Following the success of National Apprenticeship Week, we spoke to employers across the country to find out why apprentices work for them.
Many thousands of firms – one in five, in fact – are already enjoying the numerous benefits of taking on an apprentice. Apprenticeships make great business sense because they help employers to:
In the current economic climate, making the most of such advantages has never been more important. It has never been easier either, thanks to the introduction of the apprenticeship levy in 2017 and the wide array of funding opportunities on offer.
Eligible employers can get up to 100% of their training costs paid for by government, and CITB has recently announced another major boost in apprenticeship grant funding, with up to £14,500 available for each apprentice employers take on.
Construction employers often say that it isn’t easy finding people with the skills they need, when they need them. But taking on an apprentice goes a long way towards finding long-lasting solutions.
“With the ever-looming skills gap affecting the industry, vacancies are getting harder to fill,” says Debbie Rutherford, Community Benefits Advisor with Graham.
“By recruiting apprentices, you get the chance to train people to have the exact skills you need for your business. Ultimately, it’s a wise investment in the future of your business.”
“It’s a wise investment in the future of your business”
“Through apprenticeships, we get to take on new staff who are keen to learn on the job and gain a qualification while working,” says Alex Campbell, Business Manager at J Carey Design in Yorkshire. “In return we get a motivated member of the team with the skills tailored not just to our industry but our individual company.”
Barry Dodds, Contracts Manger at NRT Carpentry Contractors in Surrey agrees: “It enables us to train and mould the individual to our company’s specific ways.”
This is a huge advantage over ordinary recruitment which sometimes leads to employers trying to shoehorn outsiders into roles that their skills don’t quite match.
“We’ve not only supported apprentices with their academic and practical learning to fulfil their role, but done it so they can carry it out in a way that’s true to our culture and values,” says Mark Bramley, Commercial Director of Pat Munro, from Ross-shire in Scotland. “This wouldn’t have been so straightforward had we taken a graduate or someone with experience of working elsewhere.”
“We get a motivated member of the team with the skills tailored to our company”
“Our apprentices bring an enthusiasm and hunger to learn – and a freshness and openness that enable them to fit in easily,” Mark says. “Additionally, with our apprentices generally being 16 to 25 years old, they’ve also had an unanticipated positive effect on the dynamics of the team, with their differing outlook, vibrancy and general positivity.”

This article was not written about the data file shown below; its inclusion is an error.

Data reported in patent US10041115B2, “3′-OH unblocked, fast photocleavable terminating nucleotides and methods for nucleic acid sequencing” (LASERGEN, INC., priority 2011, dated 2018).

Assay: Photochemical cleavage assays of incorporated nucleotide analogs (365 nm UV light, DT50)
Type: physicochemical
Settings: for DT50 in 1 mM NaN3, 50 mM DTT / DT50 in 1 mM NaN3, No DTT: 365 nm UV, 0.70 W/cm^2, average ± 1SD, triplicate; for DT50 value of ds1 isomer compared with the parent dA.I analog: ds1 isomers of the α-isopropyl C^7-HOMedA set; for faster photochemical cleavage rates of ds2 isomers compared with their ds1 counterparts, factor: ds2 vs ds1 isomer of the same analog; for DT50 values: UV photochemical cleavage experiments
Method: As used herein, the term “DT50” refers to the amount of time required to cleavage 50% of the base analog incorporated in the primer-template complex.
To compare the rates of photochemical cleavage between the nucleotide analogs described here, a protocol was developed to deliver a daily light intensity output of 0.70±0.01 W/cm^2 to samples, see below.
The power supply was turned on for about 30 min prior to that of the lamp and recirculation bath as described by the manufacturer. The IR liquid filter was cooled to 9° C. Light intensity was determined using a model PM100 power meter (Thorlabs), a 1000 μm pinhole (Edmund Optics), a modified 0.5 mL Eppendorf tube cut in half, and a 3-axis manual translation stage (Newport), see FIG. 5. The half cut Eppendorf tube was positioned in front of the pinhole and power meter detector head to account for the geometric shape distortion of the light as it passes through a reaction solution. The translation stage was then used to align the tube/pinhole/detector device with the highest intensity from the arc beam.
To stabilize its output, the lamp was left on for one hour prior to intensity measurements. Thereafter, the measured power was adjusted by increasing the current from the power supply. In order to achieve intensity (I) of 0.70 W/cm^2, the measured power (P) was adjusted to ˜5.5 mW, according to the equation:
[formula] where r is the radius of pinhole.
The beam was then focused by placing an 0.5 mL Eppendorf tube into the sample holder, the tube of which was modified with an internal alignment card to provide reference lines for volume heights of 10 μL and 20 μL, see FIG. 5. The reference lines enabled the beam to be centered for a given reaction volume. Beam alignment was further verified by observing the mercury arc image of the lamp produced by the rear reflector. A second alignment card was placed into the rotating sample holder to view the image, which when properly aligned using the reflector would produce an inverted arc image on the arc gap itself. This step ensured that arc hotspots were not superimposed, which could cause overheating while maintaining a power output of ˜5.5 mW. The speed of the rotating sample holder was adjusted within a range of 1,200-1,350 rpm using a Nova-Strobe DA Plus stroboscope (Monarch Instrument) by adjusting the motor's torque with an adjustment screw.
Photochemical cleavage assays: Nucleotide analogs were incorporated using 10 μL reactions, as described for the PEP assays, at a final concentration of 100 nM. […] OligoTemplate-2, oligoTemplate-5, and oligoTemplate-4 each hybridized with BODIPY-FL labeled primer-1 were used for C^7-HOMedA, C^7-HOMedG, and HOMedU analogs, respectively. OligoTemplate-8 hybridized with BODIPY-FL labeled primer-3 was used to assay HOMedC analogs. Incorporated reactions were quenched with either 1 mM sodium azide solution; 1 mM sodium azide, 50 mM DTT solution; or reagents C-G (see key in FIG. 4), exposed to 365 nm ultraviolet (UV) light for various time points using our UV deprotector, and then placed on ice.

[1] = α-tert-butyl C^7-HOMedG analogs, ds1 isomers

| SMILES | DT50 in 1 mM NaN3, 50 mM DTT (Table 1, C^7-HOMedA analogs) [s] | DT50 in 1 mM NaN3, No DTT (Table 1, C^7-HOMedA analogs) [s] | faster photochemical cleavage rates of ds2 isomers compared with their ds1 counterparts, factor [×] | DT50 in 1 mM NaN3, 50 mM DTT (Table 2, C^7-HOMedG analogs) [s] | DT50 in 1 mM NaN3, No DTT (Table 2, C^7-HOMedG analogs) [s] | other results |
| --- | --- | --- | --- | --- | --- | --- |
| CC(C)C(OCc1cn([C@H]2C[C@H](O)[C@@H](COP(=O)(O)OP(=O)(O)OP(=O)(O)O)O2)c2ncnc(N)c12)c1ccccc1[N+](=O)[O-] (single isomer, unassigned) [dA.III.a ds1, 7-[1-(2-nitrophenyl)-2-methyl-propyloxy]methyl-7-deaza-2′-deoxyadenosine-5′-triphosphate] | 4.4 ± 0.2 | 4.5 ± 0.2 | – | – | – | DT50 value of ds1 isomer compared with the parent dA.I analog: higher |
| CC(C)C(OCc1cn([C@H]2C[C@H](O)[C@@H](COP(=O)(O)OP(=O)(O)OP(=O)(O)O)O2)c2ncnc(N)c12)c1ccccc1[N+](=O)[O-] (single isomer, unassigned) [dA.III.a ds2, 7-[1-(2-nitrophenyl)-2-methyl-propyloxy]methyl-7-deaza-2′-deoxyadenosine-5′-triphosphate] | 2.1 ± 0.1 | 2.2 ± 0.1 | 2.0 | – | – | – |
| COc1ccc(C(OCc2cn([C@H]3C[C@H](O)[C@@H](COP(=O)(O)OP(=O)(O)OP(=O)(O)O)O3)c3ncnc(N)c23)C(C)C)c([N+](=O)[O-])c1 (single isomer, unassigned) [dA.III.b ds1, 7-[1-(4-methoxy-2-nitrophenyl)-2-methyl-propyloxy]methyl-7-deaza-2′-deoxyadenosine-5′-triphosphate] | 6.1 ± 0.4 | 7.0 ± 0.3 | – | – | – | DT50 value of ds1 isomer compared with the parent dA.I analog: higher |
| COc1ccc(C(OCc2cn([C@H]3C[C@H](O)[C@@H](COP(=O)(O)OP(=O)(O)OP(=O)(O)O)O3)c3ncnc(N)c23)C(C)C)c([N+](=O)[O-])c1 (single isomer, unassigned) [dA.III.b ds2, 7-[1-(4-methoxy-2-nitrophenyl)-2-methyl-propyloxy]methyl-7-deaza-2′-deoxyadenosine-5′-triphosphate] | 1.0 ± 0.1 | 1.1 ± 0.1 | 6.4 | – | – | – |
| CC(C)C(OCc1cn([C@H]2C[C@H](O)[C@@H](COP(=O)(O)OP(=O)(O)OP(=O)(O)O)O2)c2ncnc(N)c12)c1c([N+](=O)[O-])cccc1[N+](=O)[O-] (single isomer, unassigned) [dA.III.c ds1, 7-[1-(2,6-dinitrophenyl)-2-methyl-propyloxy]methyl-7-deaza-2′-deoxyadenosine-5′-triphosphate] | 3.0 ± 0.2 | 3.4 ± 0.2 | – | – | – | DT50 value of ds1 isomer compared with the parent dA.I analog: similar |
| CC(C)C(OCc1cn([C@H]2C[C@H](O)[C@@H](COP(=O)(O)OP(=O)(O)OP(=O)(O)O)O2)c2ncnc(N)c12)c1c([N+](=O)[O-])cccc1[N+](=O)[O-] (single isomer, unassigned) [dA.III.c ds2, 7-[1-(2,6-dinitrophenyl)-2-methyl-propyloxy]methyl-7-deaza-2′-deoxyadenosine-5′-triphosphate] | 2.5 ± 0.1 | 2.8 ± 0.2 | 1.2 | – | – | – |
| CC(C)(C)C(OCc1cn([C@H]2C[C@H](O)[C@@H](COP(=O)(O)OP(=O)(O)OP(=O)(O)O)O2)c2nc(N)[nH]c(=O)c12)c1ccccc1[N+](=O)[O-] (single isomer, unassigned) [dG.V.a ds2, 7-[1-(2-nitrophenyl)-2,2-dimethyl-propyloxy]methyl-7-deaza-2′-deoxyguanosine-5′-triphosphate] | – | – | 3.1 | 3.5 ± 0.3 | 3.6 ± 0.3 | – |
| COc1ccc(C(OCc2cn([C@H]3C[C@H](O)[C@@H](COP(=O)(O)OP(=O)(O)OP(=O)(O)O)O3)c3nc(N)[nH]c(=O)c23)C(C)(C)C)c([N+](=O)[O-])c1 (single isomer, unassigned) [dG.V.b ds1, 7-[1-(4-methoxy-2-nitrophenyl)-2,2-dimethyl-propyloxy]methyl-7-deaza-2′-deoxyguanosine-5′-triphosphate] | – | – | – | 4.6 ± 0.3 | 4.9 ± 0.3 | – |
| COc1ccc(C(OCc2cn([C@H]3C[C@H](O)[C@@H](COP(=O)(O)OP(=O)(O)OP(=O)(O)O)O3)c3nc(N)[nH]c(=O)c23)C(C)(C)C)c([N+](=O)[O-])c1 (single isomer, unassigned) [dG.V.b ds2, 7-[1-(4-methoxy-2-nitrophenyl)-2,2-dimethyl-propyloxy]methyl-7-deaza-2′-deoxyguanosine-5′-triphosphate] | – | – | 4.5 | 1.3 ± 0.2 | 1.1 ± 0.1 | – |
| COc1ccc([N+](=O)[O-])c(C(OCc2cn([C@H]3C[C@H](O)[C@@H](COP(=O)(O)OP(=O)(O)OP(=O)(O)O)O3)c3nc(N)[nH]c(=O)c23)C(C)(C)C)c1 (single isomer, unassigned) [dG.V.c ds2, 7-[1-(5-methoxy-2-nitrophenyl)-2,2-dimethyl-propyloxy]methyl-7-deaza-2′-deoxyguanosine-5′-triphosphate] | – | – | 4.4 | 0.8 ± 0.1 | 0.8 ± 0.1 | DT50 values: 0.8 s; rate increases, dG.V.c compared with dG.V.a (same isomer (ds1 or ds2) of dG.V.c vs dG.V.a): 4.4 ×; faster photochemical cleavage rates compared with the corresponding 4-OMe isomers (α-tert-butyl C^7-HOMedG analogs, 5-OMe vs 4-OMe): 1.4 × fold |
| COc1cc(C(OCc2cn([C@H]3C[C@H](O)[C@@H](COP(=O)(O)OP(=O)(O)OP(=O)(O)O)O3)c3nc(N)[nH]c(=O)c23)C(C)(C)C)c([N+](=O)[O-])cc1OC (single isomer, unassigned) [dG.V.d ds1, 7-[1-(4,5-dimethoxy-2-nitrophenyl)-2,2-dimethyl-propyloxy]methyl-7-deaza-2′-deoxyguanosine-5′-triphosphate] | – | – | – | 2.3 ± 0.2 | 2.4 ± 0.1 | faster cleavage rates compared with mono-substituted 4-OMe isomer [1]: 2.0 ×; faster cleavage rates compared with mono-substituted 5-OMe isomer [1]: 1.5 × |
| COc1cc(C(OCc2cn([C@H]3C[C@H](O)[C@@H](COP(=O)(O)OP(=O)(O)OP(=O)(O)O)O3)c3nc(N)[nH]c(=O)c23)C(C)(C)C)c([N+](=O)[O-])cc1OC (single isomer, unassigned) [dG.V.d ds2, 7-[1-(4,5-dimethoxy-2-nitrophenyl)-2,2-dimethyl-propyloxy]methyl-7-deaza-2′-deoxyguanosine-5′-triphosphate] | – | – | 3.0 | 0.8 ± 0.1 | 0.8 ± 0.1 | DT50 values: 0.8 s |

The majority of employers report similar benefits. In fact, nine out of ten say their apprentices have improved workplace productivity, and three-quarters said apprentices had improved the quality of their products or services.
“The injection of youthful talent has added a whole new dimension to our workplace, bringing fresh perspective and new ideas,” Debbie Rutherford says.
Barry Dodds adds, “We have gained some fantastic, homegrown talent who show a real passion to progress in their chosen trade and also as a fully integrated part of our team.”
“The injection of youthful talent has added a whole new dimension to our workplace, bringing fresh perspective and new ideas”
Hiring an apprentice is an investment – and one with good returns. On top of financial benefits in the medium and long term, the government reckons that most employers recoup costs within a year or two.
Three-quarters of employers say that hiring an apprentice has helped them save on recruitment costs, not least through better retention rates and staff loyalty.
“We have a very high apprentice retention rate, and are extremely proud of this,” Debbie Rutherford says.
“Taking on apprentices does require some investment of time from people within the business to mentor them and offer support,” Mark Bramley says. “However, that investment can undoubtedly reap rewards,” he continues. “Apprentices can become very skilled, capable and experienced individuals in their chosen field – assets who are frequently very loyal to the business that gave them their opportunity.”
“We’ve been very fortunate to have a number of excellent apprentices who have rapidly become key members of our team, and real prospects of being potential business leaders of the future.”
“The investment can undoubtedly reap rewards”
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